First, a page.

Disk Speed and IOPS Benchmarking Questions



  • I have a new server that has seen me go from an H310 to an H710. It's also seen a change from 7200RPM SATA drives to EDGE SSD.

    I'd like to post the numbers that I got from testing, and have some questions answered. I am sure this all makes sense somewhere, I'm just not sure where.

    I'll post the numbers, and then my questions.

    Hopefully this thread can bring about some configuration settings for anyone looking to configure their RAID cards optimally.



  • These are the results I had. Note, I did NO adjusting to any settings on the RAID controller. This is out of the box.

    My current numbers, on a older DELL 2800 server, RAID5.
    Actually not terrible!
    Sequential Read (Q= 32,T= 1) : 55.133 MB/s
    Sequential Write (Q= 32,T= 1) : 47.039 MB/s
    Random Read 4KiB (Q= 32,T= 1) : 4.527 MB/s [ 1105.2 IOPS]
    Random Write 4KiB (Q= 32,T= 1) : 1.637 MB/s [ 399.7 IOPS]
    Sequential Read (T= 1) : 64.805 MB/s
    Sequential Write (T= 1) : 43.207 MB/s
    Random Read 4KiB (Q= 1,T= 1) : 1.447 MB/s [ 353.3 IOPS]
    Random Write 4KiB (Q= 1,T= 1) : 1.377 MB/s [ 336.2 IOPS]
    Test : 1024 MiB [D: 72.1% (89.8/124.4 GiB)] (x5) [Interval=5 sec]
    Date : 2016/01/19 15:44:28
    OS : Windows Server 2003 SP2 [5.2 Build 3790] (x86)

    The original H310 with 7200RPM drives in a RAID1:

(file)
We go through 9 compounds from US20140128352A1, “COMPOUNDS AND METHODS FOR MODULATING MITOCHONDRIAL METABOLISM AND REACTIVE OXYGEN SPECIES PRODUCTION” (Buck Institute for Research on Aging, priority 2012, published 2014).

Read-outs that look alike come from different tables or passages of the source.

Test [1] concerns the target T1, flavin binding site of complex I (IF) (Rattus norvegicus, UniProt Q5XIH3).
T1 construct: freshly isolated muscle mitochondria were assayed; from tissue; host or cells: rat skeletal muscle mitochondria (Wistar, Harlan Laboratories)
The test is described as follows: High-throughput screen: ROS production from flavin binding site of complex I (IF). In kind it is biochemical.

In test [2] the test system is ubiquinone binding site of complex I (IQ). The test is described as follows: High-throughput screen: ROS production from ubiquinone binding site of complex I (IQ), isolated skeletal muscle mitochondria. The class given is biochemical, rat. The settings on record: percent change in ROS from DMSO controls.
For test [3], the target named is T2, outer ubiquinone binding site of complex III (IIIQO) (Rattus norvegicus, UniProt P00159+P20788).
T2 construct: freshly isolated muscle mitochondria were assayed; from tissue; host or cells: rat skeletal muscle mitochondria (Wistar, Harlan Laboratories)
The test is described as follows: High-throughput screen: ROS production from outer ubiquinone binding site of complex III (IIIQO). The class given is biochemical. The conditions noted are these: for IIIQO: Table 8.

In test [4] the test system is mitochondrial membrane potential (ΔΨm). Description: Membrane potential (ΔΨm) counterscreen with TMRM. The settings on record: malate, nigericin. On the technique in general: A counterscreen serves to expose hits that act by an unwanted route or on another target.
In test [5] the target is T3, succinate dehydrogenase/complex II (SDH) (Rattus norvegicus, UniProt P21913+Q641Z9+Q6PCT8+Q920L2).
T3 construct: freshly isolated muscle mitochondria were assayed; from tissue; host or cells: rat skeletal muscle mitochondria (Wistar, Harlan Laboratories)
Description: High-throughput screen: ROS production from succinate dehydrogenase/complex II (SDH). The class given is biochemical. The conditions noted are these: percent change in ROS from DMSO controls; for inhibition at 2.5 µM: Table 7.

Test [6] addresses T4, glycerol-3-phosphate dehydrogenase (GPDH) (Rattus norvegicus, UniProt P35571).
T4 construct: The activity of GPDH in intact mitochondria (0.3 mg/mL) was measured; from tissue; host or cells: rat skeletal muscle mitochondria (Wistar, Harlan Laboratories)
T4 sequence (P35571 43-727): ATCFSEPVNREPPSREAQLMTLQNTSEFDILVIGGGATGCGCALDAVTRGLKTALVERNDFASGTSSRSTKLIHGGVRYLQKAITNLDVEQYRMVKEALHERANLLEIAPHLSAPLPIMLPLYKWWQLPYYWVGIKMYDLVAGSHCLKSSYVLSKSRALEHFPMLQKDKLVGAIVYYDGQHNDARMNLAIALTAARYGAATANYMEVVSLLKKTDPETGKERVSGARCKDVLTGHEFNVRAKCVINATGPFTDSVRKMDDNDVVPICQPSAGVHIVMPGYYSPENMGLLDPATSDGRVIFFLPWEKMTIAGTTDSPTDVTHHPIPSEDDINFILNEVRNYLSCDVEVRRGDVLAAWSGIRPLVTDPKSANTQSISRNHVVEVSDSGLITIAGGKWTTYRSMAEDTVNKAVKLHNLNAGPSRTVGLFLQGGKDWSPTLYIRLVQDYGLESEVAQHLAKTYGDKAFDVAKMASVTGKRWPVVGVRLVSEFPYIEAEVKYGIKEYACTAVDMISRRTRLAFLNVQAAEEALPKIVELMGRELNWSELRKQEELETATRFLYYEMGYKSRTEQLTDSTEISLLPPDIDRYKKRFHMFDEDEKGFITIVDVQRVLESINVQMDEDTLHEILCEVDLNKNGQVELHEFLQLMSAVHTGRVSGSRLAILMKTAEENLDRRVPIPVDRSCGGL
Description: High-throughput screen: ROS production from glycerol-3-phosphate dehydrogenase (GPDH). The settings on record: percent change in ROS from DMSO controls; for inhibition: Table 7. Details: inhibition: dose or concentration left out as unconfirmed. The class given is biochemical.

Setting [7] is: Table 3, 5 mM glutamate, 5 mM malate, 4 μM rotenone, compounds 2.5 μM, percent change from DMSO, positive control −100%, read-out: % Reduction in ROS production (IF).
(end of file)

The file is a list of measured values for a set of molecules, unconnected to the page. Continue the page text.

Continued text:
Sequential Read (Q= 32,T= 1) : 184.891 MB/s
    Sequential Write (Q= 32,T= 1) : 128.441 MB/s
    Random Read 4KiB (Q= 32,T= 1) : 2.441 MB/s [ 595.9 IOPS]
    Random Write 4KiB (Q= 32,T= 1) : 1.474 MB/s [ 359.9 IOPS]
    Sequential Read (T= 1) : 132.327 MB/s
    Sequential Write (T= 1) : 127.913 MB/s
    Random Read 4KiB (Q= 1,T= 1) : 0.620 MB/s [ 151.4 IOPS]
    Random Write 4KiB (Q= 1,T= 1) : 1.227 MB/s [ 299.6 IOPS]
    Test : 1024 MiB [C: 11.4% (13.4/116.8 GiB)] (x5) [Interval=5 sec]
    Date : 2016/01/05 17:59:43
    OS : Windows Server 2012 R2 [6.3 Build 9600] (x64)

    Here is the same deal, on the H710:
    Sequential Read (Q= 32,T= 1) : 126.263 MB/s
    Sequential Write (Q= 32,T= 1) : 130.756 MB/s
    Random Read 4KiB (Q= 32,T= 1) : 1.459 MB/s [ 356.2 IOPS]
    Random Write 4KiB (Q= 32,T= 1) : 1.514 MB/s [ 369.6 IOPS]
    Sequential Read (T= 1) : 116.618 MB/s
    Sequential Write (T= 1) : 130.008 MB/s
    Random Read 4KiB (Q= 1,T= 1) : 0.491 MB/s [ 119.9 IOPS]
    Random Write 4KiB (Q= 1,T= 1) : 1.285 MB/s [ 313.7 IOPS]
    Test : 1024 MiB [C: 43.7% (51.1/116.8 GiB)] (x5) [Interval=5 sec]
    Date : 2016/01/07 14:45:47
    OS : Windows Server 2012 R2 [6.3 Build 9600] (x64)

    Same test on the H710 but on a different parition:
    Sequential Read (Q= 32,T= 1) : 109.597 MB/s
    Sequential Write (Q= 32,T= 1) : 104.111 MB/s
    Random Read 4KiB (Q= 32,T= 1) : 1.924 MB/s [ 469.7 IOPS]
    Random Write 4KiB (Q= 32,T= 1) : 1.498 MB/s [ 365.7 IOPS]
    Sequential Read (T= 1) : 106.960 MB/s
    Sequential Write (T= 1) : 105.491 MB/s
    Random Read 4KiB (Q= 1,T= 1) : 0.661 MB/s [ 161.4 IOPS]